Observing and understanding the Southeast Asian aerosol system by remote sensing

An initial review and analysis for the Seven Southeast Asian Studies (7SEAS) program

Jeffrey S. Reid, Edward J. Hyer, Randall S. Johnson, Brent N. Holben, Robert J. Yokelson, Jianglong Zhang, James R. Campbell, Sundar A. Christopher, Larry Di Girolamo, Louis Giglio, Robert E. Holz, Courtney Kearney, Jukka Miettinen, Elizabeth A. Reid, F. Joseph Turk, Jun Wang, Peng Xian, Guangyu Zhao, Rajasekhar Balasubramanian, Boon Ning Chew & 12 others Serm Janjai, Nofel Lagrosas, Puji Lestari, Neng Huei Lin, Mastura Mahmud, Anh X. Nguyen, Bethany Norris, Nguyen T K Oanh, Min Oo, Santo V. Salinas, E. Judd Welton, Soo Chin Liew

Research output: Contribution to journalArticle

153 Citations (Scopus)

Abstract

Southeast Asia (SEA) hosts one of the most complex aerosol systems in the world, with convoluted meteorological scales, sharp geographic and socioeconomic features, high biological productivity, mixtures of a wide range of atmospheric pollutants, and likely a significant susceptibility to global climate change. This physical complexity of SEA is coupled with one of the world's most challenging environments for both in situ and remote sensing observation. The 7-Southeast Asian Studies (7SEAS) program was formed to facilitate interdisciplinary research into the integrated SEA aerosol environment via grass roots style collaboration. In support of the early 7SEAS program and the affiliated Southeast Asia Composition, Cloud, Climate Coupling Regional Study (SEAC4RS), this review was created to outline the network of connections linking aerosol particles in SEA with meteorology, climate and the total earth system. In this review, we focus on and repeatedly link back to our primary data source: satellite aerosol remote sensing and associated observability issues. We begin with a brief rationale for the program, outlining key aerosol impacts and, comparing their magnitudes to the relative uncertainty of observations. We then discuss aspects of SEA's physical, socio-economic and biological geography relevant to meteorology and observability issues associated with clouds and precipitation. We show that not only does SEA pose significant observability challenges for aerosol particles, but for clouds and precipitation as well. With the fundamentals of the environment outlined, we explore SEA's most studied aerosol issue: biomass burning. We summarize research on bulk aerosol properties for SEA, including a short synopsis of recent AERONET observations. We describe long range transport patterns. Finally, considerable attention is paid to satellite aerosol observability issues, with a face value comparison of common aerosol products in the region including passive and active aerosol products as well as fluxes. We show that satellite data products diverge greatly due to a host of known artifacts. These artifacts have important implications for how research is conducted, and care must be taken when using satellite products to study aerosol problems. The paper ends with a discussion of how the community can approach this complex and important environment.

Original languageEnglish
Pages (from-to)403-468
Number of pages66
JournalAtmospheric Research
Volume122
DOIs
Publication statusPublished - Mar 2013

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aerosol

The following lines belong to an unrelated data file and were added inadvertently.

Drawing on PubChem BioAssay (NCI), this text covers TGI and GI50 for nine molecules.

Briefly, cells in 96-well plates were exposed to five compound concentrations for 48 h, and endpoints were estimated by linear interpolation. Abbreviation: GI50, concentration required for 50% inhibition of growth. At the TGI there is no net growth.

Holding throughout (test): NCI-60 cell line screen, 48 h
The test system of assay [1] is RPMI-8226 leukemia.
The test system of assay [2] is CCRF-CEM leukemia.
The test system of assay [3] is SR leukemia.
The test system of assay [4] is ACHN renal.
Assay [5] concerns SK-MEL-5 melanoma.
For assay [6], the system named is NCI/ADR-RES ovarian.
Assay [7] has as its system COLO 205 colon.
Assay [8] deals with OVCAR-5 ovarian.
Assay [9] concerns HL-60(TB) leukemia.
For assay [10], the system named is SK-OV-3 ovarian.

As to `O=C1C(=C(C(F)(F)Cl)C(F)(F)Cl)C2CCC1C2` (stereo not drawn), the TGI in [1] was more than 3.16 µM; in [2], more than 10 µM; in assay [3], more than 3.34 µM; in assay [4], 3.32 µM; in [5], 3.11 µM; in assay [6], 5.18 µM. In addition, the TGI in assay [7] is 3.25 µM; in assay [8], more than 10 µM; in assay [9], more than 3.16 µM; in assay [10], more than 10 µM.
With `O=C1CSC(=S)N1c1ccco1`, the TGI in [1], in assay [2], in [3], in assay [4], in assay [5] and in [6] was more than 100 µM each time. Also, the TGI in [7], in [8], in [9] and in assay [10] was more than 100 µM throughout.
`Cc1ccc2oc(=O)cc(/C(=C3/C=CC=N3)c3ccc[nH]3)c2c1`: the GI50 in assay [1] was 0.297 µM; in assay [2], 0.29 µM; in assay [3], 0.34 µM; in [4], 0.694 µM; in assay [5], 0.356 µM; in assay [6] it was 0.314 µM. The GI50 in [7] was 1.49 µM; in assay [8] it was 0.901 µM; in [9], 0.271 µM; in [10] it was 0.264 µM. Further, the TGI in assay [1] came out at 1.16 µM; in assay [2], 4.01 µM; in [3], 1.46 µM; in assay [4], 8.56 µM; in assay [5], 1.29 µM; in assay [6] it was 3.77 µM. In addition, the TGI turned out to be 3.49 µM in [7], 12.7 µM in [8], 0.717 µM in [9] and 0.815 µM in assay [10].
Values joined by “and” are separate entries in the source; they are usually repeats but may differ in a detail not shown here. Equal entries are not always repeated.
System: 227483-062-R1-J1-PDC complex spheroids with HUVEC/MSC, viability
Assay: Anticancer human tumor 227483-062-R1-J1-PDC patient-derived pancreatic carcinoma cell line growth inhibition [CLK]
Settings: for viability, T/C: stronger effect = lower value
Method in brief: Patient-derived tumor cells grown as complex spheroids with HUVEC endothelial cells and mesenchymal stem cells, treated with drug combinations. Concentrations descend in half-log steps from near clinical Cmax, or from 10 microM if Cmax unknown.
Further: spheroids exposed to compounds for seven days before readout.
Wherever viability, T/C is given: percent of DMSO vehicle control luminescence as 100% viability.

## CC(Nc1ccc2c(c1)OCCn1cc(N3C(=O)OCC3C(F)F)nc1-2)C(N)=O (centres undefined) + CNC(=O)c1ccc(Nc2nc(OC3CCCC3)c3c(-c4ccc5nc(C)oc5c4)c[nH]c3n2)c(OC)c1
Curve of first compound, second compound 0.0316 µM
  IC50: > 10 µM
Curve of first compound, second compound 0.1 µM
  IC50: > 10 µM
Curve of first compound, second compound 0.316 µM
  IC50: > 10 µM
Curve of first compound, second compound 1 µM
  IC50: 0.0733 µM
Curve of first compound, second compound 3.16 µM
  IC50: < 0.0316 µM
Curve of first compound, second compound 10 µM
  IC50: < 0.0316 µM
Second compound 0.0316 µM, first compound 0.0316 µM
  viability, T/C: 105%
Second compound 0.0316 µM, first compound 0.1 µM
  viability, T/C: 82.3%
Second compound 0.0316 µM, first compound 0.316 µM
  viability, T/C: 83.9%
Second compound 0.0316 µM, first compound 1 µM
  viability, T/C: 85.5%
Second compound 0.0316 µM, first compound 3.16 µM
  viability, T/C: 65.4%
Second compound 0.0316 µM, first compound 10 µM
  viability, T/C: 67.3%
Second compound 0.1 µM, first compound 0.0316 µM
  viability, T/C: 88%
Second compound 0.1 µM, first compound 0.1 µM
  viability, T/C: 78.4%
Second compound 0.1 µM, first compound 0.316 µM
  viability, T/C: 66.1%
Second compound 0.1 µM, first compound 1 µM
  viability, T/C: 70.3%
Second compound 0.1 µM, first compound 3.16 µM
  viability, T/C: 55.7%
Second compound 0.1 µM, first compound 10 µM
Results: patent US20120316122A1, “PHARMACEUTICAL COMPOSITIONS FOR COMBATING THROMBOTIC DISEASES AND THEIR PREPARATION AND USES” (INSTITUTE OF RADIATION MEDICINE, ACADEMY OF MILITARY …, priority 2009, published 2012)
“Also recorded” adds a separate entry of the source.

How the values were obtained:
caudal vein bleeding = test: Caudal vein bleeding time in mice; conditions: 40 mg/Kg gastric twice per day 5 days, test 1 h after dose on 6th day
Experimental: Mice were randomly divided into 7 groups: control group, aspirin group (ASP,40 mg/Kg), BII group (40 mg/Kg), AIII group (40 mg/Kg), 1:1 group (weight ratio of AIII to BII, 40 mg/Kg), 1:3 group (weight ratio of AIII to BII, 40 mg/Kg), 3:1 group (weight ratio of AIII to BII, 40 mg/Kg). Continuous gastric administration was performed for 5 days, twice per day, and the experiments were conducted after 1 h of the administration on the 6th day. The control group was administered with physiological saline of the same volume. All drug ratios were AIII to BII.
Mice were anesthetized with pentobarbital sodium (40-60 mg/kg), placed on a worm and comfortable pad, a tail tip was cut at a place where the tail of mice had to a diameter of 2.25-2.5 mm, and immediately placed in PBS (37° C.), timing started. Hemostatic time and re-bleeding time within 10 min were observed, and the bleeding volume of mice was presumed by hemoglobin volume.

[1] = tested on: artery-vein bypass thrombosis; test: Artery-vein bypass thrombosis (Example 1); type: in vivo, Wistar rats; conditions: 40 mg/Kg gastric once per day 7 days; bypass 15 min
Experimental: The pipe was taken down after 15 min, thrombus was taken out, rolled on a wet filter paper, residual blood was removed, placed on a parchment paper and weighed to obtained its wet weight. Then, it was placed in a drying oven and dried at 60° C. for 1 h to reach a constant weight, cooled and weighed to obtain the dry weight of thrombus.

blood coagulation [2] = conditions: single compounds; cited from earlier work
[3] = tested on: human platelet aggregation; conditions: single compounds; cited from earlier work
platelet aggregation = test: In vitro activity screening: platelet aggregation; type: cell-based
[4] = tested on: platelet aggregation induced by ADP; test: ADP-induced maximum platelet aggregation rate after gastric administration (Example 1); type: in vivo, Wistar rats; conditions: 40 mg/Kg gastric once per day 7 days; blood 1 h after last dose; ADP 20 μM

remote sensing
meteorology
artifact
programme
analysis
aerosol property
climate
long range transport
biomass burning
Southeast Asia
global climate
satellite data
atmospheric pollution
grass
productivity
climate change
product

Keywords

  • Aerosol
  • Air Pollution
  • Biomass Burning
  • Maritime Continent
  • Meteorology
  • Remote Sensing
  • Southeast Asia

ASJC Scopus subject areas

  • Atmospheric Science

Cite this

Observing and understanding the Southeast Asian aerosol system by remote sensing : An initial review and analysis for the Seven Southeast Asian Studies (7SEAS) program. / Reid, Jeffrey S.; Hyer, Edward J.; Johnson, Randall S.; Holben, Brent N.; Yokelson, Robert J.; Zhang, Jianglong; Campbell, James R.; Christopher, Sundar A.; Di Girolamo, Larry; Giglio, Louis; Holz, Robert E.; Kearney, Courtney; Miettinen, Jukka; Reid, Elizabeth A.; Turk, F. Joseph; Wang, Jun; Xian, Peng; Zhao, Guangyu; Balasubramanian, Rajasekhar; Chew, Boon Ning; Janjai, Serm; Lagrosas, Nofel; Lestari, Puji; Lin, Neng Huei; Mahmud, Mastura; Nguyen, Anh X.; Norris, Bethany; Oanh, Nguyen T K; Oo, Min; Salinas, Santo V.; Welton, E. Judd; Liew, Soo Chin.

In: Atmospheric Research, Vol. 122, 03.2013, p. 403-468.

Research output: Contribution to journalArticle

Reid, JS, Hyer, EJ, Johnson, RS, Holben, BN, Yokelson, RJ, Zhang, J, Campbell, JR, Christopher, SA, Di Girolamo, L, Giglio, L, Holz, RE, Kearney, C, Miettinen, J, Reid, EA, Turk, FJ, Wang, J, Xian, P, Zhao, G, Balasubramanian, R, Chew, BN, Janjai, S, Lagrosas, N, Lestari, P, Lin, NH, Mahmud, M, Nguyen, AX, Norris, B, Oanh, NTK, Oo, M, Salinas, SV, Welton, EJ & Liew, SC 2013, 'Observing and understanding the Southeast Asian aerosol system by remote sensing: An initial review and analysis for the Seven Southeast Asian Studies (7SEAS) program', Atmospheric Research, vol. 122, pp. 403-468. https://doi.org/10.1016/j.atmosres.2012.06.005
Reid, Jeffrey S. ; Hyer, Edward J. ; Johnson, Randall S. ; Holben, Brent N. ; Yokelson, Robert J. ; Zhang, Jianglong ; Campbell, James R. ; Christopher, Sundar A. ; Di Girolamo, Larry ; Giglio, Louis ; Holz, Robert E. ; Kearney, Courtney ; Miettinen, Jukka ; Reid, Elizabeth A. ; Turk, F. Joseph ; Wang, Jun ; Xian, Peng ; Zhao, Guangyu ; Balasubramanian, Rajasekhar ; Chew, Boon Ning ; Janjai, Serm ; Lagrosas, Nofel ; Lestari, Puji ; Lin, Neng Huei ; Mahmud, Mastura ; Nguyen, Anh X. ; Norris, Bethany ; Oanh, Nguyen T K ; Oo, Min ; Salinas, Santo V. ; Welton, E. Judd ; Liew, Soo Chin. / Observing and understanding the Southeast Asian aerosol system by remote sensing : An initial review and analysis for the Seven Southeast Asian Studies (7SEAS) program. In: Atmospheric Research. 2013 ; Vol. 122. pp. 403-468.